In September 2013, a video of what appeared to be a young woman “twerking” upside down on her door, falling down on her living room table and catching fire from nearby candles provoked a sensation on social media. In addition, local news channels around the country carried the video for the opportunity to comment (tongue-in-cheek) about the dangers of twerking. In all, the video attracted nine million views. The video turned out to be an elaborate fake staged by the Jimmy Kimmel Show.
Ask students what they think might be suspect about a viral video.
AHA!: Just because this video looks like it was produced at home doesn’t mean that it wasn’t professionally staged or altered.
Grade Level: 8-12
Key Question #2: What creative techniques attracted my attention?
Core Concept #2: Media messages are constructed using a creative language with its own rules
Materials: Screen, LCD projector, computer with high-speed Internet connection
Activity: The video can be easily found on YouTube, using search words such as “twerking girl catches fire.” It’s about 37 seconds long. Make sure not to load any videos bearing the Jimmy Kimmel logo. If you like, you can ever-so-slightly misdirect students by asking students to share their thoughts about videos on social media that might fall under the heading of “do not attempt at home.” (The woman in the video is a trained stunt woman,by the way).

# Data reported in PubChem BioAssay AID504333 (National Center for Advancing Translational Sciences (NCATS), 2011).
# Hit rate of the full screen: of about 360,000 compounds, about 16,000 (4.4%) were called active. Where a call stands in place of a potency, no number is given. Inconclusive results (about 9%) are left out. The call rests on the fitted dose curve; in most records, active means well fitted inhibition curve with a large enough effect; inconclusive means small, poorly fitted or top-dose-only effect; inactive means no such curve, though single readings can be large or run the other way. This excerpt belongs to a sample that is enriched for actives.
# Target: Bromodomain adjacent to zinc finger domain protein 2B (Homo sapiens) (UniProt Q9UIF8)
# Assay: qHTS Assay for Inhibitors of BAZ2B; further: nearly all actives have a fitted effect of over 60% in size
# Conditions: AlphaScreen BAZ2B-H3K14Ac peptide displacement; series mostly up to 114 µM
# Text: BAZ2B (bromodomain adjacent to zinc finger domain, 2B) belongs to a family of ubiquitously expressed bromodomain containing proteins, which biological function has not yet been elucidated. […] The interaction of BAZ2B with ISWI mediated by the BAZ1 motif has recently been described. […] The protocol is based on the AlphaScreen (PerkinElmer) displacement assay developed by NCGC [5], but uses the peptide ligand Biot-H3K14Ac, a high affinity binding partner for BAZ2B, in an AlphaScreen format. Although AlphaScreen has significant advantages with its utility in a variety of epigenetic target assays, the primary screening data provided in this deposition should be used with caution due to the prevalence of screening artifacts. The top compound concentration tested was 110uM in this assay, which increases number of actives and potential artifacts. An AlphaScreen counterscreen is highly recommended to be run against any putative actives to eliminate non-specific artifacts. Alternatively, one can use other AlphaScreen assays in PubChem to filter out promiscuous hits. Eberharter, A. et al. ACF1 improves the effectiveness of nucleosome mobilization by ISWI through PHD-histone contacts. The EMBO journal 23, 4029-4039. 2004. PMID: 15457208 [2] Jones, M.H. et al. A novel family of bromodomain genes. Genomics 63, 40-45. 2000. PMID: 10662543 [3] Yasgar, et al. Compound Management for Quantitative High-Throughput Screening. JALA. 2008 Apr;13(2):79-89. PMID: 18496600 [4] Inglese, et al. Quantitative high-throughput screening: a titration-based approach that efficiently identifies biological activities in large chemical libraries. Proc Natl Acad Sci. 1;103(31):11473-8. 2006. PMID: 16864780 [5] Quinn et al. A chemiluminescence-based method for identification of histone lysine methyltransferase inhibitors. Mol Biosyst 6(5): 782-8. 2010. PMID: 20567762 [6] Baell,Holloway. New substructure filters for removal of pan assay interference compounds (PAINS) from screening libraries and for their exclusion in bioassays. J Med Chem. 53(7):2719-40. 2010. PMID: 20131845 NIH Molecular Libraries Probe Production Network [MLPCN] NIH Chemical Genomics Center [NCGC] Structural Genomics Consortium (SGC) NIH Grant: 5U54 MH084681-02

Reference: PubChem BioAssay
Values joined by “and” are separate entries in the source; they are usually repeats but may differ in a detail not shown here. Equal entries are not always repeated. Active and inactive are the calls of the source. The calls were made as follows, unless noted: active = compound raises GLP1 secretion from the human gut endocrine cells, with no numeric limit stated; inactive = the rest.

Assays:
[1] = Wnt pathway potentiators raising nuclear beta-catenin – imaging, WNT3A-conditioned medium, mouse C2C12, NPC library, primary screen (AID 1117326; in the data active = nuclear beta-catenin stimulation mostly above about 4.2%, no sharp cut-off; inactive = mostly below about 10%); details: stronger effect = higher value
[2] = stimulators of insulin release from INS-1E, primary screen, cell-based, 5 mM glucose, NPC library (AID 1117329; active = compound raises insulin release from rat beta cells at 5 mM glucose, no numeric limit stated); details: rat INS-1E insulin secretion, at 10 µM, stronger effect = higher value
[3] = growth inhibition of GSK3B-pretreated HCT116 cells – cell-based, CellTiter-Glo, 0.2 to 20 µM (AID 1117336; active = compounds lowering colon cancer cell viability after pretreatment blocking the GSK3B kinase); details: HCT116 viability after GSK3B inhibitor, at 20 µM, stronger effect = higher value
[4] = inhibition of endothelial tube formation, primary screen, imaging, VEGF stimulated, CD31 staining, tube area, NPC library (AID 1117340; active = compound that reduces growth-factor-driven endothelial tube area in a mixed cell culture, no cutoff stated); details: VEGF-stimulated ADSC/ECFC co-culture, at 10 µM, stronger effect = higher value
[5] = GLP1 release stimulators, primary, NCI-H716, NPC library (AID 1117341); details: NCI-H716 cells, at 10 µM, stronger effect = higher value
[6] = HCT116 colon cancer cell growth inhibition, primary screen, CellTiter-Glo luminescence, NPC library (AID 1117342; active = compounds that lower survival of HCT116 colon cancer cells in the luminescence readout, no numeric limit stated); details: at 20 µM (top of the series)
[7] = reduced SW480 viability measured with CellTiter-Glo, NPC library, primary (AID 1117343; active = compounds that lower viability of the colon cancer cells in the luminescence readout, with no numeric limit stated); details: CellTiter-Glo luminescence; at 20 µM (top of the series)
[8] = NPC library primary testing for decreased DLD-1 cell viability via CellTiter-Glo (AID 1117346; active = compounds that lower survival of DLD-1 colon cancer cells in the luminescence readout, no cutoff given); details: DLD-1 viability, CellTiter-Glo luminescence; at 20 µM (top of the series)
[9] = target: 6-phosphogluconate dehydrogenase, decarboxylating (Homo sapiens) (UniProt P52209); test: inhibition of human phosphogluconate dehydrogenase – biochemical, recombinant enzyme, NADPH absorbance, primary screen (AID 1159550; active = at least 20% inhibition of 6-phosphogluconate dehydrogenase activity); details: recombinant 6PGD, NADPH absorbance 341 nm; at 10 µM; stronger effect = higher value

Storyful (storyful.com), which curates, licenses and verifies a wide variety of social media and news content, promotes its services with a number of brief case studies. Among them is a study debunking the ‘twerking girl on fire’ video. The study includes a number of questions posed by staff, as well as a short narrative on the processes used to document the video as a ‘certfiable fake.’ Make use of these materials as you wish to help students act as detectives searching out the truth about the production of this video. Once you’re satisfied with student work and discussion, play the full version in which Jimmy Kimmel appears on screen to extinguish the fire on the woman’s yoga pants.
The Five Core Concepts and Five Key Questions of media literacy were developed as part of the Center for Media Literacy’s MediaLit Kit™ and Questions/TIPS (Q/TIPS)™ framework. Used with permission, ©2002-2016, Center for Media Literacy, http://www.medialit.com.
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